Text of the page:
Newly Launched Imprint Property Group Prepares for Active Adult Wave

Covid-19 complicated Imprint Property Group’s development plans this year, but the company still believes there will be many more opportunities ahead, both for new construction projects and acquisitions in the active adult sector.

In the post-Covid era, some owners of active adult properties may choose to exit the space due to slow lease-ups or elevated operating expenses. And that’s where Dallas-based Imprint Property Group would potentially come in with an offer, according to Noah Drever, the company’s CEO and founder.

“[Maybe they] decided to build active adult because the rates look higher, it looks sexy on paper and they didn’t capitalize a project as much as they needed to — and now, they’re looking for an exit,” Drever told Senior Housing News. “We’d like to assist them, either by managing and being a capital provider, or ultimately, if they want to sell, we’d like to become a rescue buyer for them.”


And while that wave of acquisition opportunities hasn’t hit yet, the company has a full bench and is ready to take swift action.

“We have a seasoned team, we’re developed, we’re scalable,” Drever said.

Imprint is part of a growing group of developers, investors, owners and operators blazing trails in the active adult space. With amenities and services geared toward younger seniors and rental rates usually lying below those found in many independent living communities, proponents of active adult believe the product type is well-positioned to seize a massive market opportunity not far down the road.


For now, Imprint — which is associated with senior housing and multifamily company Drever Capital Management — is working on a pipeline of three projects under development or construction. That includes Larkspur at Creekside, a 184-unit community in the San Antonio suburb of New Braunfels, Texas. The community represents the first project in a joint venture partnership between Imprint and Atlanta-based Batson-Cook Development Company, which is a subsidiary of Japanese developer Kajima Corporation.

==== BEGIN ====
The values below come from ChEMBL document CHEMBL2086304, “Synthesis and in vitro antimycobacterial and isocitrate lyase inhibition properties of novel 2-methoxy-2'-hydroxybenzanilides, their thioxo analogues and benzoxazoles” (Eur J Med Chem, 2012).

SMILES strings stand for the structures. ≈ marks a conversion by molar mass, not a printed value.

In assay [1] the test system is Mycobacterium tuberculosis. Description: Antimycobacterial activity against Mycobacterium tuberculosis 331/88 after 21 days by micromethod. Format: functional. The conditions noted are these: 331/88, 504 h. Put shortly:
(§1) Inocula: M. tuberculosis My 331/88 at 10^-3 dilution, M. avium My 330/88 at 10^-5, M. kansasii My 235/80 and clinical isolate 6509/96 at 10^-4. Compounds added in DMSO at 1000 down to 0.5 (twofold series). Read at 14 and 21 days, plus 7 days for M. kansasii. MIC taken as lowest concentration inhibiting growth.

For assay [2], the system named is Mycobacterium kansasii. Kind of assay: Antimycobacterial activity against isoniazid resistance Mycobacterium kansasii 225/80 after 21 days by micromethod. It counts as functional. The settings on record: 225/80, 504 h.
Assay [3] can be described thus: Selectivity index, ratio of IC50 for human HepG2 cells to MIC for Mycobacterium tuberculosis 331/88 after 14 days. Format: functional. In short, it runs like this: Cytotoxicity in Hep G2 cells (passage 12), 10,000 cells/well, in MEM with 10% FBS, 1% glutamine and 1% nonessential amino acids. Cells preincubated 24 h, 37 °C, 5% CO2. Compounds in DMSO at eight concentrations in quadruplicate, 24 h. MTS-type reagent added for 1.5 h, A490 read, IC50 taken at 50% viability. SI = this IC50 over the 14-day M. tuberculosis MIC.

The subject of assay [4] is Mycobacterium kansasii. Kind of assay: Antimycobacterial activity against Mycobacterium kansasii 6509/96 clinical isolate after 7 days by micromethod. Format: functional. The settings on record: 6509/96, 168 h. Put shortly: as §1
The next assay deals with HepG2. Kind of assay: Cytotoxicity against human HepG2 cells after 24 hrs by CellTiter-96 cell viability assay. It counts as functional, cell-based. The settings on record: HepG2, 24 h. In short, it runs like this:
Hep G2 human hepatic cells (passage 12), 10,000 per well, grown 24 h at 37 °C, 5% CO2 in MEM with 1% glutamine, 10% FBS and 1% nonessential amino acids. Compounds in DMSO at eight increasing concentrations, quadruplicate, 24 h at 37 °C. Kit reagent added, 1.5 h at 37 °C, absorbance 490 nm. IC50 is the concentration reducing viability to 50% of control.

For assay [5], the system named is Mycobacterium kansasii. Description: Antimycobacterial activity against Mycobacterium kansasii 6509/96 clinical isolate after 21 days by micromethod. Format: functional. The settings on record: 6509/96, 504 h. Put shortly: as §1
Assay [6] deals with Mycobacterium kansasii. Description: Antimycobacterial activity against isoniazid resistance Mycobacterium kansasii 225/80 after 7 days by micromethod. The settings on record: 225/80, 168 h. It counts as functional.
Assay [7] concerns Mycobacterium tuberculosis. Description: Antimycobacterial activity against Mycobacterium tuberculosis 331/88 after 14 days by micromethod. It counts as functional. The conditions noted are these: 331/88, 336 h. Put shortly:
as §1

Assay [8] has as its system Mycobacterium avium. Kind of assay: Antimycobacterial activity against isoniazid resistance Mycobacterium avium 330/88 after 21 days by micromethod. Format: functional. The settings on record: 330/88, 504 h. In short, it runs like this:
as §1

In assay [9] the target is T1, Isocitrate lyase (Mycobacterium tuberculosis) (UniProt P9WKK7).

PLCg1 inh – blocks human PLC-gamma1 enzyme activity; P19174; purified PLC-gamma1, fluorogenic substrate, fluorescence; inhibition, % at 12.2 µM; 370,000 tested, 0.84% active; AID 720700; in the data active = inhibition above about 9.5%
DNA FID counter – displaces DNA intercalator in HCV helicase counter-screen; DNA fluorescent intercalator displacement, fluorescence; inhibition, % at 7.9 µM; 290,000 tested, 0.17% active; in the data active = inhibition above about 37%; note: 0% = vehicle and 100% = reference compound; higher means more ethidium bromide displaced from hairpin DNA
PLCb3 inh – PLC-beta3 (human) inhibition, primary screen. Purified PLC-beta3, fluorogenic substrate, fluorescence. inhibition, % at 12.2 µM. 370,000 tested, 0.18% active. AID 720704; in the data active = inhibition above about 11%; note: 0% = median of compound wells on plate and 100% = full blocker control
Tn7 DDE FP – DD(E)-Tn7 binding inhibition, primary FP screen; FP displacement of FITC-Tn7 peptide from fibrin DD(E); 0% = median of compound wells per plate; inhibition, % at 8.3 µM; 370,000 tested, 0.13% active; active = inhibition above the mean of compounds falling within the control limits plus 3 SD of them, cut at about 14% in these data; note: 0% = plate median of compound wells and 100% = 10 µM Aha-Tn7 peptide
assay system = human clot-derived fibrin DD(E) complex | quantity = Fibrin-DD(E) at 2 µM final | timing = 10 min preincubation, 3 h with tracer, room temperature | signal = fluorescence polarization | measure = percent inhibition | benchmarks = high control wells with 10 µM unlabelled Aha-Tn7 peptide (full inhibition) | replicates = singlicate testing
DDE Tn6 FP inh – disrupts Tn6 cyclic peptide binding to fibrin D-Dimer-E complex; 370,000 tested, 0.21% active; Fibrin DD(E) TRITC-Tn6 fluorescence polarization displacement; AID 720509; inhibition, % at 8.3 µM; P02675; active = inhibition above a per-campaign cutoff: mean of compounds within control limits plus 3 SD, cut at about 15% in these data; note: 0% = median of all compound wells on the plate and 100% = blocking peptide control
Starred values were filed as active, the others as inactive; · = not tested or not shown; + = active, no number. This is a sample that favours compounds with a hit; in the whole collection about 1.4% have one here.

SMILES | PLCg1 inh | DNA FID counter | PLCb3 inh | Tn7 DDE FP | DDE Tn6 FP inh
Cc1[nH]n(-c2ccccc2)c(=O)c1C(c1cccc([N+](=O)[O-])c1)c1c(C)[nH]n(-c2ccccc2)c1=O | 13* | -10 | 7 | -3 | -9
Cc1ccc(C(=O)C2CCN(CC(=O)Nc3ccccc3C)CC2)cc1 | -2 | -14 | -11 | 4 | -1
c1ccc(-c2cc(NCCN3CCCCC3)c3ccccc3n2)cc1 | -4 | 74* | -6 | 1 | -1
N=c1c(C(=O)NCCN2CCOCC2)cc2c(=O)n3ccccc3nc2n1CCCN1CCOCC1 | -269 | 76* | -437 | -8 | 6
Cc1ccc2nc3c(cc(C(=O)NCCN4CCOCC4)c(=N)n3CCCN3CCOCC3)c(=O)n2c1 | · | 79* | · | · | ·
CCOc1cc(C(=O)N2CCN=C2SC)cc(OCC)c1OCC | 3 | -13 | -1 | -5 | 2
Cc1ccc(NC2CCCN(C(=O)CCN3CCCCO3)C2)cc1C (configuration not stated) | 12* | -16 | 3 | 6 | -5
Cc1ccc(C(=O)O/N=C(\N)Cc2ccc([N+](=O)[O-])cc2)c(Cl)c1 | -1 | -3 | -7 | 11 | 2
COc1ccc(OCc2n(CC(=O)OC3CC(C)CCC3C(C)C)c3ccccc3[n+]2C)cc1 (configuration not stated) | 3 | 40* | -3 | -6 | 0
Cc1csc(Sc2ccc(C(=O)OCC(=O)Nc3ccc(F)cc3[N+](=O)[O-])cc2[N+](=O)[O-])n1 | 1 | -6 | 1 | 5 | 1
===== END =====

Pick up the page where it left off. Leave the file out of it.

With the Covid-19 pandemic in the forefront, the company is executing on its growth plans cautiously. Capital markets, still thawing out after a big freeze earlier this year, are a big reason why. The company has also noted construction delays in some of its markets, and rising costs for lumber.

“It’s kind of a painful environment right now for those people who are a little bit overextended,” Drever said.

At Imprint’s core is its Larkspur brand of active adult communities. The communities come with packed activities calendars and a slate of amenities including high-end salons and spas, swimming pools, fitness centers, movie theaters, and arts and crafts areas. Residential options range from one- and two-bedroom layouts to cottage units designed to entice current homeowners.

Currently, Imprint owns and operates two open Larkspur communities in Pearland and Allen, Texas. The community in Allen has a 90% average occupancy rate, with resident rates ranging from roughly $1,700 to about $3,000; while the community in Pearland is still in lease-up.

Imprint’s leaders see Texas as home base for the company’s Larkspur brand, but they’re also seeking to expand it to other states, such as New Mexico, Arizona, Nevada, and Georgia.

Although Drever officially announced the launch of Imprint in December, the new company was in the works long before that. Drever, the son of Drever Capital Chairman Maxwell Drever, has a goal of making Imprint “the premier boutique developer and operator of active adult communities across the country.” The company’s logo, a peregrine falcon perched atop a tree branch, is a nod to the fact that Drever is also a falconer in his spare time.

While it stands apart as a separate company, Imprint will still manage legacy senior housing assets for Drever Capital. The company’s management and construction arms — Drever Management and Drever Construction — were transitioned to Imprint earlier this year.

“We’re getting a lot of traction on Larkspur, and we just wanted to give it a parent company identity that is fresh, clean and 100% focused on building 55-plus housing with no other distractions,” Drever said.

In 2021, Imprint will continue to build out its Larkspur brand. The company has already refined its process for developing them, from pre-development to construction, and Drever says it is ready to capitalize on that experience as new opportunities arise.

“We believe that there is going to be a wave coming in this space,” Drever said.

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